The economics of the Zuma faction are absolutely governed by the mantra “give it to me now, give it to me for free”. Apologists for the looting blame poverty and inequality, which obviously play a role. But there are hundreds of poorer places in the world than SA, and it was really eye-opening to see people driving BMWs joining the looting.

The economics of looting are such a curiosity. I’m sure in the minds of the looters, they are winners. Look at my new wall-sized TV! But like the economy of the Zuma administration and populist economics around the world, the gains are a mirage. What seems to be a win reduces longer-term growth and confidence, which reduces employment levels and economic activity, which in turn reduces growth and confidence…

If anything good can possibly come out of this devastating week it will be that ordinary people will trust false prophets less and trust the longer grind more. It’s hard, but going forwards slowly is so much better than going backwards fast. DM168

This story first appeared in our weekly Daily Maverick 168 newspaper which is available for free to Pick n Pay Smart Shoppers at these Pick n Pay stores until 24 July 2021. From 31 July 2021, DM168 will be available for R25 at Pick n Pay, Exclusive Books and airport bookstores.


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All Comments 6

  • Zumanomics is an antisocial ‘science’ concerned with the production, distribution, and consumption of goods and services for selfish purposes. It studies how to influence individuals, businesses, governments, and nations in order to make choices about how to capture resources. The building blocks of zumanomics are the studies of labor (where and how to place loyal cadres) and trade (which SOE’s have large enough turnovers).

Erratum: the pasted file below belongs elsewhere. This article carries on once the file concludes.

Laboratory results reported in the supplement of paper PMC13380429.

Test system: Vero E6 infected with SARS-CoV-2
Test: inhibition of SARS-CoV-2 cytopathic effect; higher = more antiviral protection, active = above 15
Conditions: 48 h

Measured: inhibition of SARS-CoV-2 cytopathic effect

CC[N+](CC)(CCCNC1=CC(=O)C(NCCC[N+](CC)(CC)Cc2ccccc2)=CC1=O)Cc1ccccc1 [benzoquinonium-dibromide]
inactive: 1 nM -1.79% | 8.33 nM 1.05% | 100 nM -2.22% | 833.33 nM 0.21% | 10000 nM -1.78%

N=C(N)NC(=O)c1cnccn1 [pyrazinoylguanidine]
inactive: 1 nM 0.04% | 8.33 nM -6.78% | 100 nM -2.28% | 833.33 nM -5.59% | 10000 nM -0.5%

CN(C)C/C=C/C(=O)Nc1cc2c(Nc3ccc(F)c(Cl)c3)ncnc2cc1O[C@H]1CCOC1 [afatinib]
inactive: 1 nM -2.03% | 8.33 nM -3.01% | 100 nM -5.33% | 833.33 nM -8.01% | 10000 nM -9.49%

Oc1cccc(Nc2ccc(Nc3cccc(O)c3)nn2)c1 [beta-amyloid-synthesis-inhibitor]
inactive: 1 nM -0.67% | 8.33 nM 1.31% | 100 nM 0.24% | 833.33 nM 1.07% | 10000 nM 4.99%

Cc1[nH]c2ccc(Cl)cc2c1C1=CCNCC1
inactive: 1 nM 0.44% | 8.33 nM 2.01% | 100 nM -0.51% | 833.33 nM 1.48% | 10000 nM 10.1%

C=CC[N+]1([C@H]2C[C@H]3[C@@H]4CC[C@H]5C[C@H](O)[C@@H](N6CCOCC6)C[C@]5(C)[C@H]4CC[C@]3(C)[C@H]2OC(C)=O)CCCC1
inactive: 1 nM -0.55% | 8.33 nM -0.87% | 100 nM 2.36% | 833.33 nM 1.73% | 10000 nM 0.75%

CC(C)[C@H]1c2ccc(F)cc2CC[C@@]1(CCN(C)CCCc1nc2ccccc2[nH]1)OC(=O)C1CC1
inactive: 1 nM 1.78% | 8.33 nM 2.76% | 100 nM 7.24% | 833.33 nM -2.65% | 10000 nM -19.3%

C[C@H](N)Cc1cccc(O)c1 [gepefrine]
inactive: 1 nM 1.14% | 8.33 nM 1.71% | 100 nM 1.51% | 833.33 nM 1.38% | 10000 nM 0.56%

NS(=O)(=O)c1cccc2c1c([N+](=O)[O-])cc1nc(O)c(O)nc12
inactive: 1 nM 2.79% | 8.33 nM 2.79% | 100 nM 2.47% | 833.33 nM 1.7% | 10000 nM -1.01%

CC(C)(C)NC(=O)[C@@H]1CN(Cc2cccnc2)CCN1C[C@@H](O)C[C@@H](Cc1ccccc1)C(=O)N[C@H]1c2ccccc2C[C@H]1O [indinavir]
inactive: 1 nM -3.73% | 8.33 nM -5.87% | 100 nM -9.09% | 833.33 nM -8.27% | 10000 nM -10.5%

• Miles, I don’t think so because there are too many forces acting in different directions and add weak, indecisive leadership into that with a president and cabinet ministers that can’t come up with the same story and we have this disaster. Add to that police intelligence and military intelligence having totally different stories and it makes it difficult to prosecute. I don’t believe in a good ANC. I only see a slightly pragmatic ANC that has to keep the channels of patronage open, hopefully on a low key basis, in order to save the ANC and a violent criminal element that will do anything to enrich themselves. I hope I’m wrong but I can’t see it as the pragmatic side is being blocked from implementing market friendly policies. The private sector could start sorting things working in the wink of an eye but the ANC won’t let them because that will make govt look completely incompetent.

  • It is time the ANC led government came to its sentences and put policies in place to GROW the economy instead of stifling it. Sticking to the same destructive, racist doctrines like BEE in the mistaken belief that these will rectify the inequalities of the past, will perpetuate the same disastrous situation we have now – a dying economy, and high unemployment! Cadre deployment also needs an overhaul. Placing unqualified, inexperienced and dubious characters in positions they are totally unsuitable for will further hollow out and bankrupt our once successful, world class State companies. If this is supposed to be a rainbow nation, the ANC would be well advised to remember that it takes everyone working together to make a success of this country. The current policies are counter productive and stifle the potential of this great country!

  • It’s a bleak picture well painted, Tim. The perfect storm has been brewing for a decade. Like most, I have been hoping against hope that a new dawn would bring a change and re-awakening. But there are only so many times that the most optimistic can hope for a move in the right direction. Now my fear is that the life in South Africa will only continue to worsen – and sadly there is little the writers in these columns can do to effect it one way or the other.